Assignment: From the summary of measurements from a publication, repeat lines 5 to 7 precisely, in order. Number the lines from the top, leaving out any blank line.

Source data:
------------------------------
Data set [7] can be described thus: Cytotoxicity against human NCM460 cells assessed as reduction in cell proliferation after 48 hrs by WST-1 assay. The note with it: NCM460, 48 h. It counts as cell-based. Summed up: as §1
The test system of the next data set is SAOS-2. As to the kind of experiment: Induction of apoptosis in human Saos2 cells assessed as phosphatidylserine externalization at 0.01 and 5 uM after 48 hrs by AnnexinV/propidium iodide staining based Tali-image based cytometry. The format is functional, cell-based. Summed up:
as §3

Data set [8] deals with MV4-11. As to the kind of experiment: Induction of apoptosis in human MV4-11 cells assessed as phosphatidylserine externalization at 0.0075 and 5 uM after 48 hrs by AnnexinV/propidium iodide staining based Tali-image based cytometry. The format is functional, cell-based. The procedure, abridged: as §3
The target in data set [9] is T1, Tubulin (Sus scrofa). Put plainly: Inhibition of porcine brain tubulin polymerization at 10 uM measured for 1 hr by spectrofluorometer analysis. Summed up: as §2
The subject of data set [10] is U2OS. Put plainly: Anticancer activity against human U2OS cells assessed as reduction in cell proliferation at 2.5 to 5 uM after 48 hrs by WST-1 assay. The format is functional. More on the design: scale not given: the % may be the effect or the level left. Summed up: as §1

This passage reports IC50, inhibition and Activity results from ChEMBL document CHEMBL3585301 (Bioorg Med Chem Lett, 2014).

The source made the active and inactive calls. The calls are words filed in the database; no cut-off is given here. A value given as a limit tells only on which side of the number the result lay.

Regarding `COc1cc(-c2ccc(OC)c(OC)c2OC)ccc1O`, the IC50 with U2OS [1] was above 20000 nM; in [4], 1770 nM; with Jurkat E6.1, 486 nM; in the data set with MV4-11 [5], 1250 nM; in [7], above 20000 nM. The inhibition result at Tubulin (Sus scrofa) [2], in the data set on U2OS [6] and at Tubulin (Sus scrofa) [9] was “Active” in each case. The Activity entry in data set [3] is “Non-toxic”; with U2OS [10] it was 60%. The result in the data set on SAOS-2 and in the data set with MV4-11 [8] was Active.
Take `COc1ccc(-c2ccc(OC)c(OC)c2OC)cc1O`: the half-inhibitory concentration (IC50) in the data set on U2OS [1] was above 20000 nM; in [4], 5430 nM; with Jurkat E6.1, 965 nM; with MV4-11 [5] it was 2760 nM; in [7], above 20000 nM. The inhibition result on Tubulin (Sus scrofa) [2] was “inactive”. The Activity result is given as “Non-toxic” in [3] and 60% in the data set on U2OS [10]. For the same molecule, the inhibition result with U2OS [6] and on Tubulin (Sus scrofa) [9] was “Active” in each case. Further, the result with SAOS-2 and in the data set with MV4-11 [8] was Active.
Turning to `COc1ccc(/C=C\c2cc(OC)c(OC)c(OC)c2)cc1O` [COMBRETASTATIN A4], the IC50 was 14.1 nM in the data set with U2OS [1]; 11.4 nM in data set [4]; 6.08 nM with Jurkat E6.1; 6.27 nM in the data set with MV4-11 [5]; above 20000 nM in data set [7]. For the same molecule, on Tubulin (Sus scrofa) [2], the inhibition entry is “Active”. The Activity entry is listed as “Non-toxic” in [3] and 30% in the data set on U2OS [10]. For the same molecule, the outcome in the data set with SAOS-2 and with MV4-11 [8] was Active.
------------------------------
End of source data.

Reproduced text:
The target in data set [9] is T1, Tubulin (Sus scrofa). Put plainly: Inhibition of porcine brain tubulin polymerization at 10 uM measured for 1 hr by spectrofluorometer analysis. Summed up: as §2
The subject of data set [10] is U2OS. Put plainly: Anticancer activity against human U2OS cells assessed as reduction in cell proliferation at 2.5 to 5 uM after 48 hrs by WST-1 assay. The format is functional. More on the design: scale not given: the % may be the effect or the level left. Summed up: as §1

This passage reports IC50, inhibition and Activity results from ChEMBL document CHEMBL3585301 (Bioorg Med Chem Lett, 2014).